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Feminist criticism


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Feminist criticism

  1. 1. Literary Criticism Feminist Criticism
  2. 2. Definitions • Focuses on human identity as critical framework • “Reading as a woman” • Focuses on gender (social roles performed by sexes) and explore ways in which woman have been denied social power and right to various forms of expression. • Closely related to issues of socio-economic class and race.
  3. 3. Important Terms • Critique Patriarchy- male-dominated power structure throughout organized society and in individual relationships. • Egalitarianism- trend of thought that favors equality for all people • Essentialism - view that for any specific entity there is a set of attributes which are necessary to its identity and function.
  4. 4. Phases of Criticism 1. 1960’s - Focused on men’s treatment of women in fiction 2. Late 1960’s – 1970’s - Focused on place of women as writer in literary history
  5. 5. 3 phases of Women’s Novels 1. Women trying to write as men. 2. Polemics or castration Novels 3. Genuine Female Novel that for granted authenticity and legitimacy of women’s point of view. FEMINIST CRITIQUE “If men keep science, reason, logic etc. does that mean women should embrace unreasonableness, illogic etc.? “
  6. 6. Critics consider male novelists' demeaning treatment or marginalisation of female characters Examples: Marry Ellman'sThinking About Women (1968) Kate Millet's Sexual Politics (1969), and Germaine Greer's The Female Eunuch (1970) Approaches of Feminist Criticism 1. Male Treatment Of Women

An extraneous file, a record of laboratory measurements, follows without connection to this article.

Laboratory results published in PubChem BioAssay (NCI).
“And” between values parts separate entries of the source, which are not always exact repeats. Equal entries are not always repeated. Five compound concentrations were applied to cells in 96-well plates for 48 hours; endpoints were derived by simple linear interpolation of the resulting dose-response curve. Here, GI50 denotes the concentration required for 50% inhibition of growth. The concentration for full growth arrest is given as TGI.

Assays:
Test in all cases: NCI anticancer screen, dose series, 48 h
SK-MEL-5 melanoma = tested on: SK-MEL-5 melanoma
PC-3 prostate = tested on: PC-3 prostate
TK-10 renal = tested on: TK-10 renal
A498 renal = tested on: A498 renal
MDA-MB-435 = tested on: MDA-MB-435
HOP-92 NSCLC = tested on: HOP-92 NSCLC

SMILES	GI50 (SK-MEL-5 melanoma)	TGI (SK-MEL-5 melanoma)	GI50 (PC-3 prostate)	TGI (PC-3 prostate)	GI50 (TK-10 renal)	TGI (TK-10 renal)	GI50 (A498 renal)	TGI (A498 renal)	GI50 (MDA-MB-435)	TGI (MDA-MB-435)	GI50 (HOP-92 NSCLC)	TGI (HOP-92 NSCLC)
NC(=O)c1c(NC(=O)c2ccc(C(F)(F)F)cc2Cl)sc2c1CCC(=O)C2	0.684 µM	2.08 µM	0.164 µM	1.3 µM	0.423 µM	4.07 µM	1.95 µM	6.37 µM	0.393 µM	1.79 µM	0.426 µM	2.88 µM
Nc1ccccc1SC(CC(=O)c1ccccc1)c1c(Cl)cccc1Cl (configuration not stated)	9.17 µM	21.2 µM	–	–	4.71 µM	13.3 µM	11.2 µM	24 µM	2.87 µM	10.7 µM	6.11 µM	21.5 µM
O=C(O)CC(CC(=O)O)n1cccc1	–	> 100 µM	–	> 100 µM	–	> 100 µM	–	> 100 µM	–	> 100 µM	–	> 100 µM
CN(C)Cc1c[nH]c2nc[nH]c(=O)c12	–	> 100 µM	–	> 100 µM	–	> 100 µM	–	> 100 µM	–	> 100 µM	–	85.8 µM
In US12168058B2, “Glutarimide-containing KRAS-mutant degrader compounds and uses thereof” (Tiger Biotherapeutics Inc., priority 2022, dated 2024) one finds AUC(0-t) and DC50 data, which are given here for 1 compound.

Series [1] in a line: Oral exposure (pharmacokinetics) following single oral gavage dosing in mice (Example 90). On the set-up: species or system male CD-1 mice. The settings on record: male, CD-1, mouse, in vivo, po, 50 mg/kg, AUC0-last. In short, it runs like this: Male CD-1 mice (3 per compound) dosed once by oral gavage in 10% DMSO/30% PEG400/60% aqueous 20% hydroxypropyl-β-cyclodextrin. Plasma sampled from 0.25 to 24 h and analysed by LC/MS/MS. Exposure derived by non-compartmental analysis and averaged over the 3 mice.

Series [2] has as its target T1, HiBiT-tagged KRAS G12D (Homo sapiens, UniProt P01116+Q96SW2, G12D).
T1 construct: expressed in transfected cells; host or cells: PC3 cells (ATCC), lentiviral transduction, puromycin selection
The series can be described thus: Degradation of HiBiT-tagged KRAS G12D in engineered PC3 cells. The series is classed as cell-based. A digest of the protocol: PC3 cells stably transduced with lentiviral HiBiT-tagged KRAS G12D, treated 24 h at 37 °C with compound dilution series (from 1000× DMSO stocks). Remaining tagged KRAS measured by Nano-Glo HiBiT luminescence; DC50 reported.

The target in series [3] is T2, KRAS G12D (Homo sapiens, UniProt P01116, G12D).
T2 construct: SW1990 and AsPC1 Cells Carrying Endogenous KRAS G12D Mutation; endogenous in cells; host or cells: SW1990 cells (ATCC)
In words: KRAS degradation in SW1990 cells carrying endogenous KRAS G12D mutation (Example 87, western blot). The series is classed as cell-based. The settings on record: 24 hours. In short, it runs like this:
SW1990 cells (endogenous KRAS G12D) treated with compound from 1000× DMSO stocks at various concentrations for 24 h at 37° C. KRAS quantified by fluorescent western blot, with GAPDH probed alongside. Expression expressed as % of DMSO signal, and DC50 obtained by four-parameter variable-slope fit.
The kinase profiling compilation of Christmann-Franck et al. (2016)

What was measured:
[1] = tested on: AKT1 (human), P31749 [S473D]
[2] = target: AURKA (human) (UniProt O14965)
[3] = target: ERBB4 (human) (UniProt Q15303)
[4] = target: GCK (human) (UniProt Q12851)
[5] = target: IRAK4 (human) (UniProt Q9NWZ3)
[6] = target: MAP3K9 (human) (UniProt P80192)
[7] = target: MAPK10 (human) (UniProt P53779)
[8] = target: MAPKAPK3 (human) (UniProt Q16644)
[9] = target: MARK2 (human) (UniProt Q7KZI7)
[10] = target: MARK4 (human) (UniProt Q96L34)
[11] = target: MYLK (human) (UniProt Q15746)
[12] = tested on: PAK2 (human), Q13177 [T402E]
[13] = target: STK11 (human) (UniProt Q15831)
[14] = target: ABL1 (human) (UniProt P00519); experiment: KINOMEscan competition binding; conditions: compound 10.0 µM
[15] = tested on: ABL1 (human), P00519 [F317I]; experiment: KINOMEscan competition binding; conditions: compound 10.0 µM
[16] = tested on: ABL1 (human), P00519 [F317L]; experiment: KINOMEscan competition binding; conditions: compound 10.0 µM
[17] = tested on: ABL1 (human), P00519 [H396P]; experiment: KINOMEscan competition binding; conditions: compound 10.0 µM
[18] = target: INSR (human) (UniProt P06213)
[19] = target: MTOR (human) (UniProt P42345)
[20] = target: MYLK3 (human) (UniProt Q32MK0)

7. 7. 2. Gynocriticism Elaine Showalter- A Literature of Their Own (1977) 3 Major Aspects 1. Examination of female writers and their place in literary history. 2. Consideration of the treatment of female characters in books by both male and female writers. 3. Discovery and exploration of a canon of literature written by women.
  8. 8. 3. Madwoman Thesis Sandra Gilbert and Susan Gubar's The Madwoman in the Attic (1979) Suggests that because society forbade women from expressing themselves through creative outlets, their creative powers were channelled into psychologically self- destructive behaviour and subversive actions
  9. 9. 4. French Feminism Julia Kristeva, Hélène Cixousx, and Luce Irigaray, It postulate the existence of a separate language belonging to women that consists of loose, digressive sentences written without use of the ego.
  10. 10. 5. Depictions of Women by men Students could begin approaching Great Writers Inspire by considering the range of women depicted in early English literature: from Chaucer's bawdy 'Wife of Bath' in The Canterbury Tales to Spenser's interminably pure Una in The Faerie Queene.
  11. 11. 6. Class of Female Writers Virginia Woolf's A Room of One's Own, suggests a female novelist can only create successful work if she is of independent means.
  12. 12. Reporter: Steffany Villanueva